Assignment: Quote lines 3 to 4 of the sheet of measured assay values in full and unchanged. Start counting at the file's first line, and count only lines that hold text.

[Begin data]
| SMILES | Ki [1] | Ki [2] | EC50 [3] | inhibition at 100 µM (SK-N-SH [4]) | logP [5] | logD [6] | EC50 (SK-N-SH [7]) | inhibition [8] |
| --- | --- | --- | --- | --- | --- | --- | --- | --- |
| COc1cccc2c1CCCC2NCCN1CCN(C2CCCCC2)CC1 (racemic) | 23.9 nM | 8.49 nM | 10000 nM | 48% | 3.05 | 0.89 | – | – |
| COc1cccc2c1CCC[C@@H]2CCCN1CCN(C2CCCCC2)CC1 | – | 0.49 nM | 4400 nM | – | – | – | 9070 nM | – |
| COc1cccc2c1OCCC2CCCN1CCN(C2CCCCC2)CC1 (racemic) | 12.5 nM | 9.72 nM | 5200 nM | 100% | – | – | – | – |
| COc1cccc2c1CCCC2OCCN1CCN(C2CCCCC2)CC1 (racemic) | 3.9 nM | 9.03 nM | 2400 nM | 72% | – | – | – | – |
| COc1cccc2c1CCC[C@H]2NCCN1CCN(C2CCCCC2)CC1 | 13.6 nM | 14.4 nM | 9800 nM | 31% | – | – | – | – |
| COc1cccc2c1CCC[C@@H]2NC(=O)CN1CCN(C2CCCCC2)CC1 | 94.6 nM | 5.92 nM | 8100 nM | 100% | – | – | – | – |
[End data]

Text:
| COc1cccc2c1CCCC2NCCN1CCN(C2CCCCC2)CC1 (racemic) | 23.9 nM | 8.49 nM | 10000 nM | 48% | 3.05 | 0.89 | – | – |
| COc1cccc2c1CCC[C@@H]2CCCN1CCN(C2CCCCC2)CC1 | – | 0.49 nM | 4400 nM | – | – | – | 9070 nM | – |